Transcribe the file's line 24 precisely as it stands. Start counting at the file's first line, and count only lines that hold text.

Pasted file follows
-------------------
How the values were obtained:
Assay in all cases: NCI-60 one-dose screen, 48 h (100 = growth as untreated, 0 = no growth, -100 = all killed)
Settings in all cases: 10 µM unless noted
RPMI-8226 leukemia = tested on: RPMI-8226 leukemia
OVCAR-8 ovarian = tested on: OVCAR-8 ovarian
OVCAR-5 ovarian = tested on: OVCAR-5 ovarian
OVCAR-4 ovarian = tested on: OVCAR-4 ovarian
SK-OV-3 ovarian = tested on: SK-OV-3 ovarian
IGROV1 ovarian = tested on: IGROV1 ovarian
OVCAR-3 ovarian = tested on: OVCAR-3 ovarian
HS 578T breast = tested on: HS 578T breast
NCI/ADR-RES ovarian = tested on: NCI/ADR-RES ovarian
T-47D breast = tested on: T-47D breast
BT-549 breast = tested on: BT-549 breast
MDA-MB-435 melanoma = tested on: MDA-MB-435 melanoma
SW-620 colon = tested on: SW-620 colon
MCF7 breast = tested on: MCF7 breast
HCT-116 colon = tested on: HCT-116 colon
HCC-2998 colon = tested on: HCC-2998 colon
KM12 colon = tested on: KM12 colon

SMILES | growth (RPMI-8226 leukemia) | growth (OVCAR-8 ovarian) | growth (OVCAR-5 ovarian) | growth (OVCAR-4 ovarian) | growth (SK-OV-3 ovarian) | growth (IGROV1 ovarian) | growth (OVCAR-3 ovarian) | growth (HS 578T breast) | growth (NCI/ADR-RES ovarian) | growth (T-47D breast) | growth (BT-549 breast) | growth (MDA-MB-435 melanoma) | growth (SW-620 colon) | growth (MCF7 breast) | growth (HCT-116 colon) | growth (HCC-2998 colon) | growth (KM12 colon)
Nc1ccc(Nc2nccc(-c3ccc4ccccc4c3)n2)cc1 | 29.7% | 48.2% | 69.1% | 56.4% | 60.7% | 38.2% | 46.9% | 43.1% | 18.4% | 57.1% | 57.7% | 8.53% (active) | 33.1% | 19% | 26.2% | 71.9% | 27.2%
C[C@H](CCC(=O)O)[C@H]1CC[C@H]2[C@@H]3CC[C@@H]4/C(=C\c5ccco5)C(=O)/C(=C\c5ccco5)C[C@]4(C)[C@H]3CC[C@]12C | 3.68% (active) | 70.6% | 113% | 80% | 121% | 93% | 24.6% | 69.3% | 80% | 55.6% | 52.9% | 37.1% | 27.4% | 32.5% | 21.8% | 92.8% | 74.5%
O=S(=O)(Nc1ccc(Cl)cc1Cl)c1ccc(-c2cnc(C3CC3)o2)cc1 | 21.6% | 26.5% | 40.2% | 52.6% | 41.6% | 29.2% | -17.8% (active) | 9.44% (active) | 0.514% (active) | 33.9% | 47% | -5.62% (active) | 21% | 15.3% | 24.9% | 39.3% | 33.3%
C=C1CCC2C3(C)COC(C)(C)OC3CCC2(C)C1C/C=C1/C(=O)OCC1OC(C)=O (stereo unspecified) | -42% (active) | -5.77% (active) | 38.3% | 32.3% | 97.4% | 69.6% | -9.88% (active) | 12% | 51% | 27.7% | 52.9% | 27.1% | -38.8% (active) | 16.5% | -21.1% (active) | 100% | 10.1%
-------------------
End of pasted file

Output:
O=S(=O)(Nc1ccc(Cl)cc1Cl)c1ccc(-c2cnc(C3CC3)o2)cc1 | 21.6% | 26.5% | 40.2% | 52.6% | 41.6% | 29.2% | -17.8% (active) | 9.44% (active) | 0.514% (active) | 33.9% | 47% | -5.62% (active) | 21% | 15.3% | 24.9% | 39.3% | 33.3%